Cognitive EW on the F-35

Cockpit, radar, helmet-mounted display, and other avionics
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tincansailor

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Unread post20 Jan 2016, 12:59

Just read an interesting article on this subject
http://www.defenseone.com/technology/20 ... 35/125228/

According to this story this is a new technology reportedly in it's infancy, but shows great promise. The story is not very complementary to the F-35 and it's capabilities, but suggests it will be a good vehicle for this new technology. It would enable an aircraft to identify digitally programmable radar wave forms that would otherwise not be detectable. To put it briefly Cognitive EW would allow an aircraft to identify a new wave form, and near instantly to devise a way to deal with it. This tech requires a computer to literally learn and react in the way that living creatures do, thus the Cognitive part of the EW. We're literally talking about a form of AI here.

I would imagine the F-35 is the best aircraft for the job because of it's enormous computing power. No other fighter in the world can match the F-35 in brain power or it's ability to share data with other platforms. If I recall correctly the F-22 has 50 X the computing power of the F-15, and the F-35 has twice the computing power of the F-22. I'm sure advances in computer tech will make the F-35 even smarter in the next few years.

I'd be very interested in what those on the board with an understanding of EW, and radar think of this article, and the subject in general.
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Dragon029

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Unread post20 Jan 2016, 13:36

This is by no means my area of expertise, but adaptive / learning systems will definitely be a future capability required for high-end EW. What I question however is how well you could get such a system to work in real time - it's my understanding that most relatively advanced neural networks, etc can take dozens of hours working on fairly powerful (if standard consumer / non-optimized) hardware to overcome relatively simple obstacles.

Naturally computers (that meet military aerospace standards) will continue to get faster, and specialized hardware will make things faster, but if you can't resolve a waveform and find a way to counter it within seconds or a small amount of minutes, you're probably better off just collecting the signal and transmitting it back to a dedicated facility that can do it faster and more efficiently. Perhaps that 'facility' could even be in-theater as an 'airborne computation node'; something like a 787 or LRS-B loaded with comms and processors, performing sensor fusion for things like disposable drones that may be gathering more data than they can hope to process without compromising their fuel / warhead volume, and working to develop real-time cyber / EW exploits against enemies.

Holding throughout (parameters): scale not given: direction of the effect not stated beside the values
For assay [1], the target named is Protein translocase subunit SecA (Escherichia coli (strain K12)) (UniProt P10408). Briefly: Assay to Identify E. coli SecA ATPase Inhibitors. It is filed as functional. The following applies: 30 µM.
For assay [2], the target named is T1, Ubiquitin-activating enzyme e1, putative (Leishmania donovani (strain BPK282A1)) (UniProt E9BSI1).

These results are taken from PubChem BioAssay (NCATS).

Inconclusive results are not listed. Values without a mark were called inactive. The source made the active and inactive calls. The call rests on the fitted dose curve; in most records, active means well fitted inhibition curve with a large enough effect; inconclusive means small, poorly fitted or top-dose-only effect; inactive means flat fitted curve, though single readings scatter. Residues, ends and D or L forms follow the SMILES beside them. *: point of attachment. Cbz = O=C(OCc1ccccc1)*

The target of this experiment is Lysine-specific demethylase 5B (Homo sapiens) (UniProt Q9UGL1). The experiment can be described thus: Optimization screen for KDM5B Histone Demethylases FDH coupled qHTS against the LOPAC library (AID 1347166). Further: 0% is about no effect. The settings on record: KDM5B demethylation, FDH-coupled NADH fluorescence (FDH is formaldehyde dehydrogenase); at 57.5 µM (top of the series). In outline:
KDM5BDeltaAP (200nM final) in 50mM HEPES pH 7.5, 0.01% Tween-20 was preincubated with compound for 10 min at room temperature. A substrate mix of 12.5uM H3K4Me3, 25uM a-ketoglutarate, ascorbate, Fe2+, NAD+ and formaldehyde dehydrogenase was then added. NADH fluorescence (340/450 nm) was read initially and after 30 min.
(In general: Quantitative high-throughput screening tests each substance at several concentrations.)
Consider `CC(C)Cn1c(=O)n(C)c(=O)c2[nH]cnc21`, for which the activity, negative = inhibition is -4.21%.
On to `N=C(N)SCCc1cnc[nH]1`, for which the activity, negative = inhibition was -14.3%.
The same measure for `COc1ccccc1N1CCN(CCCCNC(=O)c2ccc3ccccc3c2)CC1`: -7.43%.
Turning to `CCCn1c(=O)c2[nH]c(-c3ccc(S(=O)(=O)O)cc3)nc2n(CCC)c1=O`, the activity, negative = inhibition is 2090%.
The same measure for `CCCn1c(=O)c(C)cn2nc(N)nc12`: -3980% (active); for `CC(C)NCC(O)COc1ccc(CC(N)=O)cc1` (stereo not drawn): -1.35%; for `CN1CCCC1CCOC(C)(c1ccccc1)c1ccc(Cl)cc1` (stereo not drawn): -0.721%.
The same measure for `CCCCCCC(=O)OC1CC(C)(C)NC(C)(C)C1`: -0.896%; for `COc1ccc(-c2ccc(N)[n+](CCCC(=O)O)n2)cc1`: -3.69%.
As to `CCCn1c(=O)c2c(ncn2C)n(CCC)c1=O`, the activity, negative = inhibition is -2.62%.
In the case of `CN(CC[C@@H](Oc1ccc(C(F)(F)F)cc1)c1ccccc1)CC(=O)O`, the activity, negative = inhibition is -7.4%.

Still, I know that the USAF was researching and/or working on implementing neural networks a decade or two ago for targeting pods (I've forgotten the specifics, but it was either for filtering / countering of optical effects, or for target identification [pretty sure it was the former]), but it could indicate that the tech is at least partly there and may be feasible at the required speeds and form factor within the near future.
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popcorn

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Unread post20 Jan 2016, 13:44

The F-35 is designed to deal with current and projected threats. It has a robust growth path. It will already be relevant whe it achieves IOC and not only when it incorporates the cognitive EW cited in the article. The author is building a strawman.
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Unread post20 Jan 2016, 14:00

F-35 definitely is the best fighter ever designed to do Cognitive EW. It has by far most computing power, fastest internal networking system and best communications systems to share the data. It likely also has the one of best sensors fit to collect RF signals. It also seems like F-35 has by far the most advanced threat libraries around which would be needed for cognitive processes. I think the article is seriously underestimating the F-35 other features though. EW is one of the main features but so is stealth, sensors and sensor fusion.

The idea of cognitive EW is definitely not new and adaptiveness has long been one design goal of EW systems.

Rockwell Collins patent on the subject:
http://www.google.com/patents/US8494464

Some products have already emerged using cognitive EW:
http://aviationweek.com/defense/exelis-unveils-cognitive-electronic-warfare-technology

BAE Systems (Company that makes the F-35 EW system) develops cognitive RF processing:
http://www.baesystems.com/en-us/our-company/inc-businesses/electronic-systems/research-advanced-development/focus-areas/cognitive-rf-processing

F-35 likely has some aspects of cognitive EW and likely will get more features in the future. EW neds to be highly automated and highly adaptable in the future to counter latest and future radars.
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Unread post20 Jan 2016, 14:14

Generally speaking Tucker is not reliable with his knowledge of the F-35 and his bias against it is obvious. About this particular topic I have no idea. Search the F-35 forum for 'Tucker' to see some examples. Here is a classic:

viewtopic.php?f=57&t=26634&p=283883&hilit=Tucker#p283883
A4G Skyhawk: www.faaaa.asn.au/spazsinbad-a4g/ & www.youtube.com/channel/UCwqC_s6gcCVvG7NOge3qfAQ/videos?view_as=subscriber
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Unread post20 Jan 2016, 15:57

Dragon029 wrote:Naturally computers (that meet military aerospace standards) will continue to get faster, and specialized hardware will make things faster, but if you can't resolve a waveform and find a way to counter it within seconds or a small amount of minutes, you're probably better off just collecting the signal and transmitting it back to a dedicated facility that can do it faster and more efficiently.